Volume 44, Number 173,
April-June 2013
The Importance of Suitable Ideas
on Development and Globalization
Aldo Ferrer

The contemporary debate surrounds the conditions of economic development in a situation of close relations among countries, with greater intensity on the foundations of Latin American critical thought. What then are the links between the development of a country and the world order, which we currently call “global”? We shall briefly remember a few basic concepts.


This is a system of networks in which commerce, investments from multinational corporations, financial currents, the movement of persons and the circulation of information linking different civilizations are organized. It is likewise the space in which power is exercised and dominant powers establish the rules of the game that articulate the global system in each historical period. One of the major mechanisms of domination is to build theories and visions that are presented as universally approved, but that in reality, are a function of the interests of central countries.

Globalization networks encompass activities that transcend national borders. Their relative weight in the overall world economy has grown since the end of the Second World War. However, the activities developed in each national space constitute the immense majority of economic and social activity. Exports represent nearly 20% of the world product, while 80% of the product is destined for internal markets. Subsidiaries of multinational companies generate nearly 10% of the product and the accumulation of fixed capital in the world, which indicates that 90% of the product is a result of local companies and some from investments financed with internal savings. Persons residing outside of their country of origin represent 3% of the global population; in other words, 97% of human beings live in the country in which they were born.

In the real plane of resources, production, investment and employment, the internal space has a decisive weight. However, in the virtual sphere of financial currents and information, the global dimension is dominant and contributes to the generation of an image that today’s world is a global neighborhood without borders. According to this vision, events are determined by the impact of new technologies, and as such, by ungovernable forces that cannot be corrected by public action or civil society organizations. One of the expressions of this stance is the theory of rational expectations , which says that economic actors anticipate and prevent State decisions seeking to interfere with the natural functioning of markets.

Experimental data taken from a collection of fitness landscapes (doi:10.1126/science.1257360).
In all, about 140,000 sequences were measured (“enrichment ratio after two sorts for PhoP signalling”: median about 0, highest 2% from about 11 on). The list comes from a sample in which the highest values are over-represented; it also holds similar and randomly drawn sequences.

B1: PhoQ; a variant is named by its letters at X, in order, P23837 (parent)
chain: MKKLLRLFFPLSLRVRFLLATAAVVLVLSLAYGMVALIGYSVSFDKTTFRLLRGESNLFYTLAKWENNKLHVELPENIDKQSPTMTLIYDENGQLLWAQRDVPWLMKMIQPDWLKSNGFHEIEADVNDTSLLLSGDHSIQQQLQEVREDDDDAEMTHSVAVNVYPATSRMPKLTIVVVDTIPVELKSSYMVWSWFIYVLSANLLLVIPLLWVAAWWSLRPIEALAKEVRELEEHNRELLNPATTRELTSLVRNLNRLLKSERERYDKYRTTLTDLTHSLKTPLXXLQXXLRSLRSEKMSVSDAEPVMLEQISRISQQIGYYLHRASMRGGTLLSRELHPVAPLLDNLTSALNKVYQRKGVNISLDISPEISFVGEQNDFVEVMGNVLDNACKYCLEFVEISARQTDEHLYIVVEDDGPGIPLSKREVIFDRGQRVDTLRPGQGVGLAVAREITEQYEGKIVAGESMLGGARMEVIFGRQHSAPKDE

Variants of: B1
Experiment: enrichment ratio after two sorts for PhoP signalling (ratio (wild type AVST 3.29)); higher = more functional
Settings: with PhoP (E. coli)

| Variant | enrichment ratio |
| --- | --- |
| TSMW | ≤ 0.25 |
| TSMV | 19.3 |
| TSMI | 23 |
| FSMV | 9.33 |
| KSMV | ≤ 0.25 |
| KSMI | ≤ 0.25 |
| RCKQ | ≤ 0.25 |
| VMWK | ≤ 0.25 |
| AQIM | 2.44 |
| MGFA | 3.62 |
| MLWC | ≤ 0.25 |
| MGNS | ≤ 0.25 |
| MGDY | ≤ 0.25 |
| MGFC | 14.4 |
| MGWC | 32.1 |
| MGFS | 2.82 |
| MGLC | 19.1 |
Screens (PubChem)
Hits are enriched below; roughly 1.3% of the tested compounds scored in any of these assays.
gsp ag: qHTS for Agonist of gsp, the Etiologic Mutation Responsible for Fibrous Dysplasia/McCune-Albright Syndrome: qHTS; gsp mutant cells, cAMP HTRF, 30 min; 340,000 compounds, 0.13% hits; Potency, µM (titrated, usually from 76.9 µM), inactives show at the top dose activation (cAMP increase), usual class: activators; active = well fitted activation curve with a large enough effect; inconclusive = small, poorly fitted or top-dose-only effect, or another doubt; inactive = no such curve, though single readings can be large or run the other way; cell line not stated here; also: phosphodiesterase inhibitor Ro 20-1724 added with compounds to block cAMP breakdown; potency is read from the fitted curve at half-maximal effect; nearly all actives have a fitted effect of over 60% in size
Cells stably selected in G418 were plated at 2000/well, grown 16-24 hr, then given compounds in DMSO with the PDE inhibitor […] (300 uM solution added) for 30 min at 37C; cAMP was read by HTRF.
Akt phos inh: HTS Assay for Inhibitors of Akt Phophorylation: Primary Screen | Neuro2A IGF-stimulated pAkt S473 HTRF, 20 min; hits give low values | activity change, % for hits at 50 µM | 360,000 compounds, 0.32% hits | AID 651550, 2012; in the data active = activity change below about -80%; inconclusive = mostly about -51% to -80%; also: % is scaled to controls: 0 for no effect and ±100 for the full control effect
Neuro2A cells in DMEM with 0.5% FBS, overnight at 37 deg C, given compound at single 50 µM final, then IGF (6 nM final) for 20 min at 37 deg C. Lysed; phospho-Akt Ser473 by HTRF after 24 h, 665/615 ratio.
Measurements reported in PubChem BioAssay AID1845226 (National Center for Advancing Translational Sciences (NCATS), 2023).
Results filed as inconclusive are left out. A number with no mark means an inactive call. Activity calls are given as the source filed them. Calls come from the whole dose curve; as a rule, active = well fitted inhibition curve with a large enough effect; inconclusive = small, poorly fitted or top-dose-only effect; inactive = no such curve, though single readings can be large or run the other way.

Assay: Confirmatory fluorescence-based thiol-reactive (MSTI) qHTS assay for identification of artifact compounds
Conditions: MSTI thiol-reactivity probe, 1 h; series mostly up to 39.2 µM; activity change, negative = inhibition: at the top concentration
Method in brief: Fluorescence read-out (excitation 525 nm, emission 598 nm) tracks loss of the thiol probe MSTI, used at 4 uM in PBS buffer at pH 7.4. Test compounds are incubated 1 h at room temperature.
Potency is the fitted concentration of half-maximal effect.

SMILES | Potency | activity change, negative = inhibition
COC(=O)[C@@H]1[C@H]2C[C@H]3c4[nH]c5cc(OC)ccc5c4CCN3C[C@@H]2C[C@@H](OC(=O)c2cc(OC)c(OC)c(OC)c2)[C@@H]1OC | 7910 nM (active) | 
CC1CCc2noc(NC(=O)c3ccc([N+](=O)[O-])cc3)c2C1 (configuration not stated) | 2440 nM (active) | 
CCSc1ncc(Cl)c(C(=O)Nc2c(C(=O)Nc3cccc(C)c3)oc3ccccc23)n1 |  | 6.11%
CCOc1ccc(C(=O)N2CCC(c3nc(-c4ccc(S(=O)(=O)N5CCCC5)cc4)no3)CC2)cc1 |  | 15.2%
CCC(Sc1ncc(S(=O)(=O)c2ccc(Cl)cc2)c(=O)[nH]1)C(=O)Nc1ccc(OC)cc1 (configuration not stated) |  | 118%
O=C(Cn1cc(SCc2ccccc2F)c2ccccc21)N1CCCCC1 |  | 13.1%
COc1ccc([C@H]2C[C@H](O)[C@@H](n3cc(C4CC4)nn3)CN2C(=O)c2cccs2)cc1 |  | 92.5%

This fundamentalist view of globalization is a function of the interests of the countries and economic actors that hold dominant positions in the world order. In reality, the apparent inability to govern the forces operating at the heart of globalization does not obey supposedly indomitable phenomena, but rather market deregulation, which is a transitory expression of the behavior of the global system.


Globalization has not changed the nature of the process of economic development, which continues to rely on the capacity of each country to participate in the creation and spread of knowledge and technology and incorporate this into their overall economic activity and social relations. Economic development is still a process of economic transformation and a society based on the accumulation of capital, knowledge, technology, capacity to manage and organize resources, education and abilities of the labor force, stability and permeability of institutions, during which the society undergoes conflicts and mobilizes its resource potential. Development is accumulation in the broader sense and this accumulation occurs primarily within each country’s own space.

Development implies the organization and integration of creativity and the resources of each country to implement accumulation processes on a broader level. The process is non-transferrable to exogenous factors, which, free from their own dynamic, can only dismantle a national space and restructure it around extra-national decision-making centers, thus hindering accumulation processes and development. A country can grow, increase production, employment and productivity of factors driven by exogenous agents, as occurred in Argentina in the primary export economic stage. But it may grow without developing, that is, without creating economic and societal organization capable of mobilizing the accumulation processes inherent to development. In other words, it may grow without incorporating scientific thought and its technological applications into overall economic and social activities.

Published in Mexico, 2012-2017 © D.R. Universidad Nacional Autónoma de México (UNAM).
PROBLEMAS DEL DESARROLLO. REVISTA LATINOAMERICANA DE ECONOMÍA, Volume 48, Number 191, October-December 2017 is a quarterly publication by the Universidad Nacional Autónoma de México, Ciudad Universitaria, Coyoacán, CP 04510, México, D.F. by Instituto de Investigaciones Económicas, Circuito Mario de la Cueva, Ciudad Universitaria, Coyoacán,
CP 04510, México, D.F. Tel (52 55) 56 23 01 05 and (52 55) 56 24 23 39, fax (52 55) 56 23 00 97, www.probdes.iiec.unam.mx, revprode@unam.mx. Journal Editor: Alicia Girón González. Reservation of rights to exclusive use of the title: 04-2012-070613560300-203, ISSN: pending. Person responsible for the latest update of this issue: Minerva García, Circuito Maestro Mario de la Cueva s/n, Ciudad Universitaria, Coyoacán, CP 04510, México D.F., latest update: Nov 13th, 2017.
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